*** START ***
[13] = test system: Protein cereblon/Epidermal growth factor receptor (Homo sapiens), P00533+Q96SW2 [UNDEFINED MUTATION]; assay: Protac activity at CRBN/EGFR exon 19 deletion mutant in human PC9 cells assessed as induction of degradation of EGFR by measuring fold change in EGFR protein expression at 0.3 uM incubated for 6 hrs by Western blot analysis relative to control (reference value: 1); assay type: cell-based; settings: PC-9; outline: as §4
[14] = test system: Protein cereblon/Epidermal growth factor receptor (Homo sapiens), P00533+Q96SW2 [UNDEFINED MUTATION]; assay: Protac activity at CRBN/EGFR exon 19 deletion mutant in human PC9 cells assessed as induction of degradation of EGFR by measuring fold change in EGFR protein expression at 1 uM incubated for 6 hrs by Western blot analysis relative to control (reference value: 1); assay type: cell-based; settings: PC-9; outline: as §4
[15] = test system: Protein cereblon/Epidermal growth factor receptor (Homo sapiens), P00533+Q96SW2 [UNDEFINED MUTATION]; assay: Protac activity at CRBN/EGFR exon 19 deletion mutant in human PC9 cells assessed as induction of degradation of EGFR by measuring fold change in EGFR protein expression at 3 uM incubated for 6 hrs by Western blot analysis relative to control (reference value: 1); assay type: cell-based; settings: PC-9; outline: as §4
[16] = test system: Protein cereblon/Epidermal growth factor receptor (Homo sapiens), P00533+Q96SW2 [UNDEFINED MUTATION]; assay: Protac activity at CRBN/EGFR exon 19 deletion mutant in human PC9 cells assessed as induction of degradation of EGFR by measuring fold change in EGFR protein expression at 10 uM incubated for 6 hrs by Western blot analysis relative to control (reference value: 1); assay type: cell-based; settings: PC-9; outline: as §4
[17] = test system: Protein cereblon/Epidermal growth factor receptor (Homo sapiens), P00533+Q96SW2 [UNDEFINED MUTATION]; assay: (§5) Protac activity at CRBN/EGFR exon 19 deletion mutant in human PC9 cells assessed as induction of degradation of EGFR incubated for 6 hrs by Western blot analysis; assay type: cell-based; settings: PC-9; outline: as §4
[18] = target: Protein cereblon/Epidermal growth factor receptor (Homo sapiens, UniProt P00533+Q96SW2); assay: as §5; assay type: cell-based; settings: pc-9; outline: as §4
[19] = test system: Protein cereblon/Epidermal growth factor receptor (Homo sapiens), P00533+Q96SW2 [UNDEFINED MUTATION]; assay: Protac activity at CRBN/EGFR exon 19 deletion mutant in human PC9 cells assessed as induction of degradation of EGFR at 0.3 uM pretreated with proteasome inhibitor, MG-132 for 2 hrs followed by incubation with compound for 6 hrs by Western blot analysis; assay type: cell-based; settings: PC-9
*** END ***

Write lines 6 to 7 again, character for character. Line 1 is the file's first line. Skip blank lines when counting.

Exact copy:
[18] = target: Protein cereblon/Epidermal growth factor receptor (Homo sapiens, UniProt P00533+Q96SW2); assay: as §5; assay type: cell-based; settings: pc-9; outline: as §4
[19] = test system: Protein cereblon/Epidermal growth factor receptor (Homo sapiens), P00533+Q96SW2 [UNDEFINED MUTATION]; assay: Protac activity at CRBN/EGFR exon 19 deletion mutant in human PC9 cells assessed as induction of degradation of EGFR at 0.3 uM pretreated with proteasome inhibitor, MG-132 for 2 hrs followed by incubation with compound for 6 hrs by Western blot analysis; assay type: cell-based; settings: PC-9